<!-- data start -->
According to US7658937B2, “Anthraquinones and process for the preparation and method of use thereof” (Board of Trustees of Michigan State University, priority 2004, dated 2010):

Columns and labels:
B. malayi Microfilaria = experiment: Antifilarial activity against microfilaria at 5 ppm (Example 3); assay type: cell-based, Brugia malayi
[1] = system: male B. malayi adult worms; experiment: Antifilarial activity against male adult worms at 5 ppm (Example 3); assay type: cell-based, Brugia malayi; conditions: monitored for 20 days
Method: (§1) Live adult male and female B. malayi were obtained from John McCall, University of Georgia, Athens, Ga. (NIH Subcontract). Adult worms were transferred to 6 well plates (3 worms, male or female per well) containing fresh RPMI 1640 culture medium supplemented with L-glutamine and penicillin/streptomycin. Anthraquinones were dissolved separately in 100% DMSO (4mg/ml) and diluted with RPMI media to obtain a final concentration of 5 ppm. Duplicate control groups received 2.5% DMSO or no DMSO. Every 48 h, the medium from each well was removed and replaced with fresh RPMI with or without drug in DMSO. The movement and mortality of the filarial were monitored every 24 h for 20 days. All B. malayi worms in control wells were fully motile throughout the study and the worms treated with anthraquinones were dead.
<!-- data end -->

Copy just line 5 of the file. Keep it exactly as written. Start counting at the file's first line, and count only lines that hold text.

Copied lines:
Method: (§1) Live adult male and female B. malayi were obtained from John McCall, University of Georgia, Athens, Ga. (NIH Subcontract). Adult worms were transferred to 6 well plates (3 worms, male or female per well) containing fresh RPMI 1640 culture medium supplemented with L-glutamine and penicillin/streptomycin. Anthraquinones were dissolved separately in 100% DMSO (4mg/ml) and diluted with RPMI media to obtain a final concentration of 5 ppm. Duplicate control groups received 2.5% DMSO or no DMSO. Every 48 h, the medium from each well was removed and replaced with fresh RPMI with or without drug in DMSO. The movement and mortality of the filarial were monitored every 24 h for 20 days. All B. malayi worms in control wells were fully motile throughout the study and the worms treated with anthraquinones were dead.